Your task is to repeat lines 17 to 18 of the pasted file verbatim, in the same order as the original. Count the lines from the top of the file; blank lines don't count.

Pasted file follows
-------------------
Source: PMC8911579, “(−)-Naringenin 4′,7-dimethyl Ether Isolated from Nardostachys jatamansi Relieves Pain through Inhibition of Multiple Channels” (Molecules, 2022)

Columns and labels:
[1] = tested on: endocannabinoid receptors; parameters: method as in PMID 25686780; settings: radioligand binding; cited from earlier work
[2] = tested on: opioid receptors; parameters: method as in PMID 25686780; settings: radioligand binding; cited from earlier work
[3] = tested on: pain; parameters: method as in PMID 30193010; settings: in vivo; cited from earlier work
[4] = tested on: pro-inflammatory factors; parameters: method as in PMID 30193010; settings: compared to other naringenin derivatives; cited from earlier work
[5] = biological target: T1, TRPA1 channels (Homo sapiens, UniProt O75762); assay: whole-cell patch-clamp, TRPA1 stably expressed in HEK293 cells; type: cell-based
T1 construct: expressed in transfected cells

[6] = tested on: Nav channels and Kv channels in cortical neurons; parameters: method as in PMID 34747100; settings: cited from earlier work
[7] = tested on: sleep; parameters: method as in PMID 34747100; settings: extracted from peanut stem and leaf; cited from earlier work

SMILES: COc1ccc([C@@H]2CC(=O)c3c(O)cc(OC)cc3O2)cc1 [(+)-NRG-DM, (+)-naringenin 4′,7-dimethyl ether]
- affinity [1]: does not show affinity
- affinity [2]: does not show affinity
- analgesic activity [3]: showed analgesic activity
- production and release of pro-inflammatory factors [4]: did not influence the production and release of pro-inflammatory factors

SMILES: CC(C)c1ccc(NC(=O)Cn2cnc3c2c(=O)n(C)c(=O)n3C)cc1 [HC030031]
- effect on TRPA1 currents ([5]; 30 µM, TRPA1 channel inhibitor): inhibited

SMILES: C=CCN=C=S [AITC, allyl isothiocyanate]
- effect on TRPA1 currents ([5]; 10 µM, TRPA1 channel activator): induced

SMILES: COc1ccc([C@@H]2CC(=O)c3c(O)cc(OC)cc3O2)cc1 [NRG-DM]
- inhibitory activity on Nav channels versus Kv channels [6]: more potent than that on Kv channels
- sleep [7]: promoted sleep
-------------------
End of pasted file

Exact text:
- effect on TRPA1 currents ([5]; 30 µM, TRPA1 channel inhibitor): inhibited

SMILES: C=CCN=C=S [AITC, allyl isothiocyanate]